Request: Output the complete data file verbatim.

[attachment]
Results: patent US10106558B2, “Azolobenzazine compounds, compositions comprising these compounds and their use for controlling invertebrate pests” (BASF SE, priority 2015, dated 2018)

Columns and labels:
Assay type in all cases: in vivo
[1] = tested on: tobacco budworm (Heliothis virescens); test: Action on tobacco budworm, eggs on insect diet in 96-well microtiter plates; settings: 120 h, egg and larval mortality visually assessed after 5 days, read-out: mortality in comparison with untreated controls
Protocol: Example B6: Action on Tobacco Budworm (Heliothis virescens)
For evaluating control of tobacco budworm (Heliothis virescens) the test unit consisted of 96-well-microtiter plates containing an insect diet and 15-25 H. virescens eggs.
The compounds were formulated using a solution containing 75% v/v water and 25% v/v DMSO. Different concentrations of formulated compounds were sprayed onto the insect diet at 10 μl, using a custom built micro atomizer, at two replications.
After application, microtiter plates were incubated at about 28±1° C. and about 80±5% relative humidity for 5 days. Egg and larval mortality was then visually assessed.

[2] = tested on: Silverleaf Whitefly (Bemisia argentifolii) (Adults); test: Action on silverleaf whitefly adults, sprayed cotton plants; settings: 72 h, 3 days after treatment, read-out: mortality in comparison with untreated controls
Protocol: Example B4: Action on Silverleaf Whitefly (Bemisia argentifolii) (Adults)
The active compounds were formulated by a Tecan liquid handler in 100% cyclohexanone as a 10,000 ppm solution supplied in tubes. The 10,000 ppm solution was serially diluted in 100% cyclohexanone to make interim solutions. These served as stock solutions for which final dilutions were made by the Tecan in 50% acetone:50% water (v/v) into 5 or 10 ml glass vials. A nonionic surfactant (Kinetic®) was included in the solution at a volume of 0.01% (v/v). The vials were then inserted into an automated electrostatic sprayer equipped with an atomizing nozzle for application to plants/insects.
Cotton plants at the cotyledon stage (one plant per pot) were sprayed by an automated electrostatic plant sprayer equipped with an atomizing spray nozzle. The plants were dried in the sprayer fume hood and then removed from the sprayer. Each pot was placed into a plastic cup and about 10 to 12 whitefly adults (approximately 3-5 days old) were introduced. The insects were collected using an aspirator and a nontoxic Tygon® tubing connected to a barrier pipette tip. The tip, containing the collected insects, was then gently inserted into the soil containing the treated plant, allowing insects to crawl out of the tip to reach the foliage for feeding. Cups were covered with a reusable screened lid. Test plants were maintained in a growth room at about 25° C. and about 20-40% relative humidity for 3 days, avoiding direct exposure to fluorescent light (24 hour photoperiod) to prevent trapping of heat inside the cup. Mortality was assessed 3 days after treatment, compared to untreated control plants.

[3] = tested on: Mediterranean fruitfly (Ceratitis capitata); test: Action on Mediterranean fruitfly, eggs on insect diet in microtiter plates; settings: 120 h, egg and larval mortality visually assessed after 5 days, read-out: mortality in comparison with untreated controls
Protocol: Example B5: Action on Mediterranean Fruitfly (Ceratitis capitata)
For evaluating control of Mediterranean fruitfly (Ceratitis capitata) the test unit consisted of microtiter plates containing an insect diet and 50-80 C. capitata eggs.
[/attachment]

Results: patent US10106558B2, “Azolobenzazine compounds, compositions comprising these compounds and their use for controlling invertebrate pests” (BASF SE, priority 2015, dated 2018)

Columns and labels:
Assay type in all cases: in vivo
[1] = tested on: tobacco budworm (Heliothis virescens); test: Action on tobacco budworm, eggs on insect diet in 96-well microtiter plates; settings: 120 h, egg and larval mortality visually assessed after 5 days, read-out: mortality in comparison with untreated controls
Protocol: Example B6: Action on Tobacco Budworm (Heliothis virescens)
For evaluating control of tobacco budworm (Heliothis virescens) the test unit consisted of 96-well-microtiter plates containing an insect diet and 15-25 H. virescens eggs.
The compounds were formulated using a solution containing 75% v/v water and 25% v/v DMSO. Different concentrations of formulated compounds were sprayed onto the insect diet at 10 μl, using a custom built micro atomizer, at two replications.
After application, microtiter plates were incubated at about 28±1° C. and about 80±5% relative humidity for 5 days. Egg and larval mortality was then visually assessed.

[2] = tested on: Silverleaf Whitefly (Bemisia argentifolii) (Adults); test: Action on silverleaf whitefly adults, sprayed cotton plants; settings: 72 h, 3 days after treatment, read-out: mortality in comparison with untreated controls
Protocol: Example B4: Action on Silverleaf Whitefly (Bemisia argentifolii) (Adults)
The active compounds were formulated by a Tecan liquid handler in 100% cyclohexanone as a 10,000 ppm solution supplied in tubes. The 10,000 ppm solution was serially diluted in 100% cyclohexanone to make interim solutions. These served as stock solutions for which final dilutions were made by the Tecan in 50% acetone:50% water (v/v) into 5 or 10 ml glass vials. A nonionic surfactant (Kinetic®) was included in the solution at a volume of 0.01% (v/v). The vials were then inserted into an automated electrostatic sprayer equipped with an atomizing nozzle for application to plants/insects.
Cotton plants at the cotyledon stage (one plant per pot) were sprayed by an automated electrostatic plant sprayer equipped with an atomizing spray nozzle. The plants were dried in the sprayer fume hood and then removed from the sprayer. Each pot was placed into a plastic cup and about 10 to 12 whitefly adults (approximately 3-5 days old) were introduced. The insects were collected using an aspirator and a nontoxic Tygon® tubing connected to a barrier pipette tip. The tip, containing the collected insects, was then gently inserted into the soil containing the treated plant, allowing insects to crawl out of the tip to reach the foliage for feeding. Cups were covered with a reusable screened lid. Test plants were maintained in a growth room at about 25° C. and about 20-40% relative humidity for 3 days, avoiding direct exposure to fluorescent light (24 hour photoperiod) to prevent trapping of heat inside the cup. Mortality was assessed 3 days after treatment, compared to untreated control plants.

[3] = tested on: Mediterranean fruitfly (Ceratitis capitata); test: Action on Mediterranean fruitfly, eggs on insect diet in microtiter plates; settings: 120 h, egg and larval mortality visually assessed after 5 days, read-out: mortality in comparison with untreated controls
Protocol: Example B5: Action on Mediterranean Fruitfly (Ceratitis capitata)
For evaluating control of Mediterranean fruitfly (Ceratitis capitata) the test unit consisted of microtiter plates containing an insect diet and 50-80 C. capitata eggs.